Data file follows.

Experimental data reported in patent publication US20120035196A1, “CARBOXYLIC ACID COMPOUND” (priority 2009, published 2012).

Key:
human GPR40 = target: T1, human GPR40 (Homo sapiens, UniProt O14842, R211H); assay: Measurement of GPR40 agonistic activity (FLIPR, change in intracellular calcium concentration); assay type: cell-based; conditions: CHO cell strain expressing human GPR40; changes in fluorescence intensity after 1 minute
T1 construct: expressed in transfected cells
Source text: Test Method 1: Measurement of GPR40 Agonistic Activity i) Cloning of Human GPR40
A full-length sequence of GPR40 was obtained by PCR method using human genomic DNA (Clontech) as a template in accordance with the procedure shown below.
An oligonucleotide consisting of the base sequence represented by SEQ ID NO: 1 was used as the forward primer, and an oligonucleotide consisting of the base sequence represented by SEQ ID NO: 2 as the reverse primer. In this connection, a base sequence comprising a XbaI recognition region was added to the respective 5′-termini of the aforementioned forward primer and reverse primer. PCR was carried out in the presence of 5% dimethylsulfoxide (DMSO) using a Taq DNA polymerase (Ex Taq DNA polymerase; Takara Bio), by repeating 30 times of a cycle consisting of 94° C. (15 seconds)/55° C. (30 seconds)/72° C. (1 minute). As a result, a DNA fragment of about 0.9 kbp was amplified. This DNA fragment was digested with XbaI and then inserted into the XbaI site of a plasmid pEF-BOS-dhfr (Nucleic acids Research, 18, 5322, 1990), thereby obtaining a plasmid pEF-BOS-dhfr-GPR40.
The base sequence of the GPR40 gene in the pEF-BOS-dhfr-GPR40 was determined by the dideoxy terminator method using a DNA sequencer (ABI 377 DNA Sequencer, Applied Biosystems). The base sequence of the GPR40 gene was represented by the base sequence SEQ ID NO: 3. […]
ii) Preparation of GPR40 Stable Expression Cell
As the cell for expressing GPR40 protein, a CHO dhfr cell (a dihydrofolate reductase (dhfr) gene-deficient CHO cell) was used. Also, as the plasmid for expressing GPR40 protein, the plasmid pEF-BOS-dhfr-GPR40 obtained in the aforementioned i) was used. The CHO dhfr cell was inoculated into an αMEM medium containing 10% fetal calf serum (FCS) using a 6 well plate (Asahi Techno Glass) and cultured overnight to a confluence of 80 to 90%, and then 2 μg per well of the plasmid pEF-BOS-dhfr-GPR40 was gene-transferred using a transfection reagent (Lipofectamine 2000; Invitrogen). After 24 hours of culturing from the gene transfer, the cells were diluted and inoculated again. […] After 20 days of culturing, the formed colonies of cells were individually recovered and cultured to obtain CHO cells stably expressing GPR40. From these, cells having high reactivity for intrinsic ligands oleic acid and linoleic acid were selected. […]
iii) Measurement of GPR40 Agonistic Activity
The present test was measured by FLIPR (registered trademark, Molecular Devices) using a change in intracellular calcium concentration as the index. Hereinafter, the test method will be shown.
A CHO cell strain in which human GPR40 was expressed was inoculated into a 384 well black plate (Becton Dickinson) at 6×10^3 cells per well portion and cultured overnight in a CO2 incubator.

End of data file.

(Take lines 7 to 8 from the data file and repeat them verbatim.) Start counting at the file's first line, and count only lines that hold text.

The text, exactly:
An oligonucleotide consisting of the base sequence represented by SEQ ID NO: 1 was used as the forward primer, and an oligonucleotide consisting of the base sequence represented by SEQ ID NO: 2 as the reverse primer. In this connection, a base sequence comprising a XbaI recognition region was added to the respective 5′-termini of the aforementioned forward primer and reverse primer. PCR was carried out in the presence of 5% dimethylsulfoxide (DMSO) using a Taq DNA polymerase (Ex Taq DNA polymerase; Takara Bio), by repeating 30 times of a cycle consisting of 94° C. (15 seconds)/55° C. (30 seconds)/72° C. (1 minute). As a result, a DNA fragment of about 0.9 kbp was amplified. This DNA fragment was digested with XbaI and then inserted into the XbaI site of a plasmid pEF-BOS-dhfr (Nucleic acids Research, 18, 5322, 1990), thereby obtaining a plasmid pEF-BOS-dhfr-GPR40.
The base sequence of the GPR40 gene in the pEF-BOS-dhfr-GPR40 was determined by the dideoxy terminator method using a DNA sequencer (ABI 377 DNA Sequencer, Applied Biosystems). The base sequence of the GPR40 gene was represented by the base sequence SEQ ID NO: 3. […]